As Google announces that it will be providing free WiFi internet access in San Francisco's parks, Google's Mountain View WiFi network remains dogged by problems that the company promised to fix in February. According to Google, some kind of change really is in the works for Mountain View's system and it may be announced "shortly."
In 2009 and again in February, Google acknowledged that the network of over 500 streetlight-mounted nodes in Mountain View was in need of a major upgrade. Complaints poured into the Voice and the Google WiFi users forum about longtime outages in certain neighborhoods, corrupted data and slow connections that often rendered the network useless for residents, problems that users say became more pronounced in December of 2012.
In February, Google spokeswoman Jenna Wandres told the Voice, "We are working on a plan to add more bandwidth and make connections easier. We're committed to it. We're working on all sorts of upgrades. We want our users to be able to enjoy all the rich content that's available online."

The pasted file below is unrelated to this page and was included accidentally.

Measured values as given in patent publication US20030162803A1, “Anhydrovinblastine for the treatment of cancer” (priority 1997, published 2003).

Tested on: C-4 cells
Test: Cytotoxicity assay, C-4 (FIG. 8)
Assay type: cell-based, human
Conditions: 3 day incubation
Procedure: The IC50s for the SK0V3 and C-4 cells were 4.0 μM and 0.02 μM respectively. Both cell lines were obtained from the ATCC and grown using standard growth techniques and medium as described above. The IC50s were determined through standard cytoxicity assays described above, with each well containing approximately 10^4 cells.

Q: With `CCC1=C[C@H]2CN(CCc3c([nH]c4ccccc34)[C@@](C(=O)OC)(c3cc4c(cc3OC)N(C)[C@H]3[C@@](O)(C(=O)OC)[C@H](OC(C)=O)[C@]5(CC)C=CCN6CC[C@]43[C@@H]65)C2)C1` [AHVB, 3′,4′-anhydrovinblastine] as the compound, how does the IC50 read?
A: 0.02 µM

Five months later Google has yet to report any changes, and some residents are agitated.
"Google's position on nation-wide free WiFi is not credible when they can't even run it in their own small home city," wrote resident Stefan Strommer in an email.
According to Google, city officials are involved in discussions about the fate of the Google Wifi.
"We understand that there are challenges with our free WiFi network in Mountain View," Google spokeswoman Katelin Jabbari said in an email to the Voice. "The network was created over seven years ago and wasn't built to support the current usage. We are researching options regarding the future of our WiFi network in Mountain View and have reached out to discuss these options with city of Mountain View staff. We hope to have additional information available to share with our users shortly."
The backbone of the system installed in 2006 has apparently reached its bandwidth capacity as use of the network has grown, with 25,000 users of the network every month over the last year, up from 19,000 in 2009. Typical users are requiring more bandwidth to download files and stream video on sites like Hulu and Netflix.
In San Francisco, the city has agreed to take on the cost of maintaining the network after two years. It will be available in 31 parks in San Francisco by next spring.
Whether the city could take on the network's future maintenance remains to be seen. Mayor John Inks and City Manager Dan Rich did not respond to requests for comment by the Voice's press deadline Wednesday.